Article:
How is Child Support Determined?

Child support is very easy to calculate once child custody is set. Generally speaking, the more physical custody you have the more you can be entitled to in child support; likewise, less physical custody will often result in less child support. It is also important to dispel the misconception and stereotype that the husband only pays child support. This isn’t always the case. Indeed, the law is gender neutral on child-support, and it is not uncommon for a wife to pay the husband child support.
Undoubtedly, the most important factor in determining the support amount is the husband and wife’s gross income. As any good tax student can tell you, gross income includes any and all accessions to wealth (i.e., income before taxation). Using gross income, the Court and/or attorneys are required to make use of Missouri Civil Procedure Form Number 14 to determine the presumed amount of child support. In short, Form 14 is a worksheet promulgated by the Missouri Supreme Court which attempts to inject some certainty in support determination; specifically, the legally presumed amount of child support is computed upon taking into account various factors. While this sounds nice in theory, Form 14 is not a hard science. There is a lot of gray area and the “presumed” amount of child support can vary given the fluidity that is inherently present (e.g., there is a deduction for “other extraordinary costs” of the child(ren)).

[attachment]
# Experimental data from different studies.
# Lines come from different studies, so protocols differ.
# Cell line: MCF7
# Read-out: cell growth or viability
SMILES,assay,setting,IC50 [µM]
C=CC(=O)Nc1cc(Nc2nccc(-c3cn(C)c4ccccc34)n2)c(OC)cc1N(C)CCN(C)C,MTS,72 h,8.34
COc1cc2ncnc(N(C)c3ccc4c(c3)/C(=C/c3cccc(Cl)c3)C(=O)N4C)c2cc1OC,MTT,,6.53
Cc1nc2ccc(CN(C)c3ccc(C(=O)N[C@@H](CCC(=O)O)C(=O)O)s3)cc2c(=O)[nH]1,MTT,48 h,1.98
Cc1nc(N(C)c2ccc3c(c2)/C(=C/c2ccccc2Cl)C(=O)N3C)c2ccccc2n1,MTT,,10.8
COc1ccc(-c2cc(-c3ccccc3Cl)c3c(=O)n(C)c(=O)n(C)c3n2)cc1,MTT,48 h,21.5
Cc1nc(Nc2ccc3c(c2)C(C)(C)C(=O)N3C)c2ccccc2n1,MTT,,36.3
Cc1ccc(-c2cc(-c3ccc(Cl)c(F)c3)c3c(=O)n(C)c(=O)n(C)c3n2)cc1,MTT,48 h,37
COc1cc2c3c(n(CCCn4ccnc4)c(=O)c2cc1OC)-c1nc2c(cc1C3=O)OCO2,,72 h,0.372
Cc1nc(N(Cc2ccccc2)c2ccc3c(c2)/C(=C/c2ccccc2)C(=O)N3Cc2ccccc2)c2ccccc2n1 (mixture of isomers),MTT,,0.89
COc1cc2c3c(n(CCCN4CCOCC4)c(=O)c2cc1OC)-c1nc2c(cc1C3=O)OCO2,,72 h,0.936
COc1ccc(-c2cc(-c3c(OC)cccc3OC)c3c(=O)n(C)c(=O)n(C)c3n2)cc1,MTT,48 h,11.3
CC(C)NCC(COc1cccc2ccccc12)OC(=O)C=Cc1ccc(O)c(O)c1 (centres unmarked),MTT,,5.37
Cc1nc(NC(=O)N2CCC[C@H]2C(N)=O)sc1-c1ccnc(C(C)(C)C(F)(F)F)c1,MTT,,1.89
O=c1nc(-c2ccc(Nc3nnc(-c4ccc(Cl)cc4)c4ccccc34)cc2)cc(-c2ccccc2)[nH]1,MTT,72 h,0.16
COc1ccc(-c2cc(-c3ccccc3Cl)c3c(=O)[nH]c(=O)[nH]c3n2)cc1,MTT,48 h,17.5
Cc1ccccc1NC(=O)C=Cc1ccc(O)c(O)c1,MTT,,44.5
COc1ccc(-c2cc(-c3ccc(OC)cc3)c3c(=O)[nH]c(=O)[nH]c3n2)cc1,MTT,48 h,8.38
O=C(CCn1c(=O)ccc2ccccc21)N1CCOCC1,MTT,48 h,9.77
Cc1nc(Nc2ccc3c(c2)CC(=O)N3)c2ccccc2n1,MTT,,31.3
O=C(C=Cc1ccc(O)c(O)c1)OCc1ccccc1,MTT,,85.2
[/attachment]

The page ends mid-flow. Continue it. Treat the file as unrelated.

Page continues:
Although Form 14 establishes something of a baseline, it is not always implemented. Missouri law specifically allows parties to rebut Form 14 as unjust and inappropriate, thereby consensually petitioning the Court to order some alternate form of Child Support than the Form 14 amount. However, given the State’s interest in protecting the welfare of children, the Court will have to sign off on any such agreement. From my experience, a Court will not inquire or question reasonable agreements. So long as the parties have reached the agreement in good faith and set aside adequate funds for their children (relative to their gross income), a Court will be satisfied.
Thus, although child support is guided by Form 14, it is not always set in stone by Form 14. In either case, though, the advocacy of your attorney and how you plead your case to the Court and/or other party will be more important.

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